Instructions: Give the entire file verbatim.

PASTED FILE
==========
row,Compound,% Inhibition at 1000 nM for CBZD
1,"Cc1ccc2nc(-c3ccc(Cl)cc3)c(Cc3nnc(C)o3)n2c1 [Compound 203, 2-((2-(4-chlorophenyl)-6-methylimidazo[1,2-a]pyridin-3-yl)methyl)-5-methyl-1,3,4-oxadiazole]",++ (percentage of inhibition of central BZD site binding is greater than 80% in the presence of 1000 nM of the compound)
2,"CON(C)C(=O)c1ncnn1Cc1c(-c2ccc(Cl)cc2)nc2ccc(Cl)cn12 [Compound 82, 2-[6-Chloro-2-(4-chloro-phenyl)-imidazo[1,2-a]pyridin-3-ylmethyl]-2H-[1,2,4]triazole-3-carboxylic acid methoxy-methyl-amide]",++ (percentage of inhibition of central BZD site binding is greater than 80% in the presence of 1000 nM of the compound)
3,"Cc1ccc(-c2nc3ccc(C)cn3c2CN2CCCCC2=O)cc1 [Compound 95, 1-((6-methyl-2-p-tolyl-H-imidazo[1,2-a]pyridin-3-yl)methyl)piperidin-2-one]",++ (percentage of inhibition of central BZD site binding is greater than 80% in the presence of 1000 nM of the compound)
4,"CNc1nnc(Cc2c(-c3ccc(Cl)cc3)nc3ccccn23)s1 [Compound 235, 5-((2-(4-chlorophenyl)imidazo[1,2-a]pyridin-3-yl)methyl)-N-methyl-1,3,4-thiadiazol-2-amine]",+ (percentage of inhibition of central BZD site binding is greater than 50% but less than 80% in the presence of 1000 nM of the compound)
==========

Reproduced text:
row,Compound,% Inhibition at 1000 nM for CBZD
1,"Cc1ccc2nc(-c3ccc(Cl)cc3)c(Cc3nnc(C)o3)n2c1 [Compound 203, 2-((2-(4-chlorophenyl)-6-methylimidazo[1,2-a]pyridin-3-yl)methyl)-5-methyl-1,3,4-oxadiazole]",++ (percentage of inhibition of central BZD site binding is greater than 80% in the presence of 1000 nM of the compound)
2,"CON(C)C(=O)c1ncnn1Cc1c(-c2ccc(Cl)cc2)nc2ccc(Cl)cn12 [Compound 82, 2-[6-Chloro-2-(4-chloro-phenyl)-imidazo[1,2-a]pyridin-3-ylmethyl]-2H-[1,2,4]triazole-3-carboxylic acid methoxy-methyl-amide]",++ (percentage of inhibition of central BZD site binding is greater than 80% in the presence of 1000 nM of the compound)
3,"Cc1ccc(-c2nc3ccc(C)cn3c2CN2CCCCC2=O)cc1 [Compound 95, 1-((6-methyl-2-p-tolyl-H-imidazo[1,2-a]pyridin-3-yl)methyl)piperidin-2-one]",++ (percentage of inhibition of central BZD site binding is greater than 80% in the presence of 1000 nM of the compound)
4,"CNc1nnc(Cc2c(-c3ccc(Cl)cc3)nc3ccccn23)s1 [Compound 235, 5-((2-(4-chlorophenyl)imidazo[1,2-a]pyridin-3-yl)methyl)-N-methyl-1,3,4-thiadiazol-2-amine]",+ (percentage of inhibition of central BZD site binding is greater than 50% but less than 80% in the presence of 1000 nM of the compound)